Heres how I made it

  • 206g sifted white wheat (sift it yourself and save the bran)
  • 34g unsifted red fife
  • 80g T85
  • 40g Ap
  • 40g Bf
  • 80g Youngs chocolate stout (20%)
  • 268g Coconut water with pulp (67%)
  • 80g Levain (20%)
  • 10g Salt (2.5%)
  • 47g Toasted coconut flakes (12%)
  • 72g Toasted sliced almonds (18%)
  • 92g Chopped coconut chocolate (23%)
  • 23g Toasted previously sifted white wheat bran (6%)


  1. autolyse @ 0 min
  2. mix in salt and levain @ 40
  3. stretch and fold @ 50
  4. fold in almonds, coconut and bran @ 80
  5. fold in chocolate @ 120
  6. stretch and fold @ 180
  7. preshape @ 220
  8. shape @ 255
  9. retard @ 360

The next morning, bake at 550 for 10 min with steam, then turn the oven down to 480 and continue baking for 15 minutes, then down to 465 for 10 or so minutes, then down to 450 until the loaf is done.




Avibabyau's picture

My very first attempt at making one of these loaves. It's still cooling so I don't know what it will taste like. I thought the dough a little dry and my plaits aren't too even but it looks good.

Danni3ll3's picture

I decided to go back to Tartine Bread's Country Loaf since I had quite a bit of success the last time I made it. I need some bread for a staff snack this week (working a stretch of 8 days even though I am retired) and wanted something a bit different so I chose the Country Loaf with Sesame.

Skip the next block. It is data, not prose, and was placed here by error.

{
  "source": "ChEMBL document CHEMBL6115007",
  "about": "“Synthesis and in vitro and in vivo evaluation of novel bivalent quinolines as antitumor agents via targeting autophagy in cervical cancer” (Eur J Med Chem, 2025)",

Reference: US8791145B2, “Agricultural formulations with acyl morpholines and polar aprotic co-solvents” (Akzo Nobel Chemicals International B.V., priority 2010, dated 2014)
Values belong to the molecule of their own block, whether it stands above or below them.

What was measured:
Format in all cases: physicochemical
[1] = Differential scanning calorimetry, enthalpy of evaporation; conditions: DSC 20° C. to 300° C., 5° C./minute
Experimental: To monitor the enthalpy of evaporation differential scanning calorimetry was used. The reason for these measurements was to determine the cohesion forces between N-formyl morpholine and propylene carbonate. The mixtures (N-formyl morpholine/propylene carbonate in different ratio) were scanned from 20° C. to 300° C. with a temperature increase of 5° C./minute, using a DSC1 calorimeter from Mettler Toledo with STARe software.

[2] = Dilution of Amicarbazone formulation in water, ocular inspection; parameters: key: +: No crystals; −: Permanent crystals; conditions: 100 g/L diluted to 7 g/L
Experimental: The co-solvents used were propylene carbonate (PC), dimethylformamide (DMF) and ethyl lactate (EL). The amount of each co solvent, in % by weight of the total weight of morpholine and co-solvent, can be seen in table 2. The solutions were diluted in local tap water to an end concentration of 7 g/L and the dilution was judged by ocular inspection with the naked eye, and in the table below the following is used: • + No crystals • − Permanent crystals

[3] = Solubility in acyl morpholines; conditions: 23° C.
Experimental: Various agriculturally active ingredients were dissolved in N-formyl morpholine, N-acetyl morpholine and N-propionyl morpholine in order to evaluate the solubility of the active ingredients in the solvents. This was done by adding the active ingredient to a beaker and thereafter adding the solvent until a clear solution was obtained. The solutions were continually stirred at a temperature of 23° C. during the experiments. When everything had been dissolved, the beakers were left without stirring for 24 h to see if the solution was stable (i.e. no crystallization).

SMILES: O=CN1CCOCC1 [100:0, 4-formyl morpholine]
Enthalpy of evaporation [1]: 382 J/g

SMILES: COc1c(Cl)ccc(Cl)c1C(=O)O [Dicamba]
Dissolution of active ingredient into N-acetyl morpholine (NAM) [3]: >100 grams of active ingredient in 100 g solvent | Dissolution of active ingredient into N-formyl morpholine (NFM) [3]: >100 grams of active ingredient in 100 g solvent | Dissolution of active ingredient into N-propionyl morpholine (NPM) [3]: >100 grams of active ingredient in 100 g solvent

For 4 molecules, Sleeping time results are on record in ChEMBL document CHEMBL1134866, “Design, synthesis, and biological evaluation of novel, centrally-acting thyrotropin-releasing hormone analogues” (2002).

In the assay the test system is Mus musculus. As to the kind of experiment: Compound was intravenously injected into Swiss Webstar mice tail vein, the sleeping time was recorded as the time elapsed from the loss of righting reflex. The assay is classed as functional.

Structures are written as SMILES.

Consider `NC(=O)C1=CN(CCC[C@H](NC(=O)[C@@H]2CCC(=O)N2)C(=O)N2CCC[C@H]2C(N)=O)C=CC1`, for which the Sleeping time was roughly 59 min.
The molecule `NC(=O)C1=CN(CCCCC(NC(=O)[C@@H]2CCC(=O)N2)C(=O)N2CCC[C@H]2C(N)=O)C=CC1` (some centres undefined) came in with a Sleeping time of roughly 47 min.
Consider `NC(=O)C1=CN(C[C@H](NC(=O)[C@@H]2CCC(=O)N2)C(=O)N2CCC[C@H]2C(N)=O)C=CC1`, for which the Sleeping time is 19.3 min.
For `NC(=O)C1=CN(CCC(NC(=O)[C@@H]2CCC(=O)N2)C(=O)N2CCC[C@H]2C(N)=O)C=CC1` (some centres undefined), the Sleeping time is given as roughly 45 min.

1. Used DBM method of building up the levain over three feedings so started with 15 grams of starter, 15 grams of partially sifted flour from a local miller and 15 grams of warm water. Next feeding about 4 hours later was 30 grams of flour and 30 grams of water. Last feeding was 60 grams of flour and 60 grams of water. Then let it sit in my lit oven with the door cracked until it doubled which took a bit longer than 4 hours. 

2. Mixed 700 g of water at 80 degrees F with 200 grams of the levain and then added 900g of Roger's unbleached no additives flour and 100 g of WW flour from our local miller, Brulée Creek.

3. Let sit/autolyse for 25 minutes. (Yes, I know autolyse is only water and flour, no levain but go fight that battle with Robertson. I just do what I am told. ;)  )

4. Added 20 g of salt and 50 g of water. Used pincer method and folding to incorporate. Dough temp was 80.2. Put into oven with door cracked open and light on to start fermenting.

5. Did first fold a half hour later and at that time, added half a cup of sesame seeds (recipe called for a cup but not having had sesame bread, I decided to thread lightly). Seeds were previously toasted in a frying pan and left to cool. Used pincer method and folding to distribute the seeds evenly.